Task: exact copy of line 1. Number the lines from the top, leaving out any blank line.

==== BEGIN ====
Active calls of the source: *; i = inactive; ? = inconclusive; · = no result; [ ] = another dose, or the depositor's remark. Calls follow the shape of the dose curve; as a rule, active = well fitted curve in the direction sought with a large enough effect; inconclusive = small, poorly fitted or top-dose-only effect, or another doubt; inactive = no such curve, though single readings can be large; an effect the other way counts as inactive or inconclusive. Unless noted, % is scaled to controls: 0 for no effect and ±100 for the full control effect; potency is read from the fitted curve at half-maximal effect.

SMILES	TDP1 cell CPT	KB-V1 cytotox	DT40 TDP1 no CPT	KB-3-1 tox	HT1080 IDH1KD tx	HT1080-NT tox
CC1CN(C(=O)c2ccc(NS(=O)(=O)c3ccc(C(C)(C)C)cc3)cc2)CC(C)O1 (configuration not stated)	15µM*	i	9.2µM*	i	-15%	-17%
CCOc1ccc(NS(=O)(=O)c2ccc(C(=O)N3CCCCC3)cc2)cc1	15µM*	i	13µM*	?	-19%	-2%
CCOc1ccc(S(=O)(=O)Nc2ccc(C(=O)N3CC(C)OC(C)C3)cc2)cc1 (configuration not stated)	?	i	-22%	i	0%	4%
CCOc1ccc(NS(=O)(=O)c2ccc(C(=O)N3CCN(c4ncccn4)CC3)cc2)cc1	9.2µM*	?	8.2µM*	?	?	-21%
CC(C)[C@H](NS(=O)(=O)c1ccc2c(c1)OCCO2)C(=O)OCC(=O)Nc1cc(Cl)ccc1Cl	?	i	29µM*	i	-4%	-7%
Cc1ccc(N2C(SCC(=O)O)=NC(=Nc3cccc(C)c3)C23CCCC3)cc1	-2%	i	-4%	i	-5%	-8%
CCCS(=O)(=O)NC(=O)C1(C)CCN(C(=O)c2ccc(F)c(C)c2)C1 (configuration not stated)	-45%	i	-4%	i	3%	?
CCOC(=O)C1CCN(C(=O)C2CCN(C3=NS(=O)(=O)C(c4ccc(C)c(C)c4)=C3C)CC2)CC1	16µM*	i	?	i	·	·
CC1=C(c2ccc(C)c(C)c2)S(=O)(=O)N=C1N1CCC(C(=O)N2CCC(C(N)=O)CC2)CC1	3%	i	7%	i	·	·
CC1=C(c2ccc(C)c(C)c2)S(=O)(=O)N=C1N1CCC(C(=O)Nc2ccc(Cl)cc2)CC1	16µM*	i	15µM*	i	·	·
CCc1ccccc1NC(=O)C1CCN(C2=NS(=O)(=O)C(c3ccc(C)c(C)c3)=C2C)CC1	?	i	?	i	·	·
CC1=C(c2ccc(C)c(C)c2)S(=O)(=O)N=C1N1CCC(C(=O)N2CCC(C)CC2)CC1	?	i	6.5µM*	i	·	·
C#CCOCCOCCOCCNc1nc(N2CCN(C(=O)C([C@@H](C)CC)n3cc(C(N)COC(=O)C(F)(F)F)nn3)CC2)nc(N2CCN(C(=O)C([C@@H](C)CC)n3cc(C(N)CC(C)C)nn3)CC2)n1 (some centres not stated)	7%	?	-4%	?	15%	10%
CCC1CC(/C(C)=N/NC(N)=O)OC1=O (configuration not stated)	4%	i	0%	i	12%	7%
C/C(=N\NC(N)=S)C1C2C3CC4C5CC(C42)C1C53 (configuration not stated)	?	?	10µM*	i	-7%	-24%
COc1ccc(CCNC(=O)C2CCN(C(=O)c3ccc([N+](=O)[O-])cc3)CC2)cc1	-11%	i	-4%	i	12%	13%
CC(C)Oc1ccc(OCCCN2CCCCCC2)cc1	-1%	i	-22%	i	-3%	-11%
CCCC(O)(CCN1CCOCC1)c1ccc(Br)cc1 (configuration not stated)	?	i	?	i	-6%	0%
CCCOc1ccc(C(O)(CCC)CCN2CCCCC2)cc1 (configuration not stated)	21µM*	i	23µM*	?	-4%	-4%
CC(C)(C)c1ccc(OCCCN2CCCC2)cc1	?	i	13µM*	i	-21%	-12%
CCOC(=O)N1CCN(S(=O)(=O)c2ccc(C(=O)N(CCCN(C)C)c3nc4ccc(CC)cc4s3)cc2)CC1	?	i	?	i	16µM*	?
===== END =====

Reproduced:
Active calls of the source: *; i = inactive; ? = inconclusive; · = no result; [ ] = another dose, or the depositor's remark. Calls follow the shape of the dose curve; as a rule, active = well fitted curve in the direction sought with a large enough effect; inconclusive = small, poorly fitted or top-dose-only effect, or another doubt; inactive = no such curve, though single readings can be large; an effect the other way counts as inactive or inconclusive. Unless noted, % is scaled to controls: 0 for no effect and ±100 for the full control effect; potency is read from the fitted curve at half-maximal effect.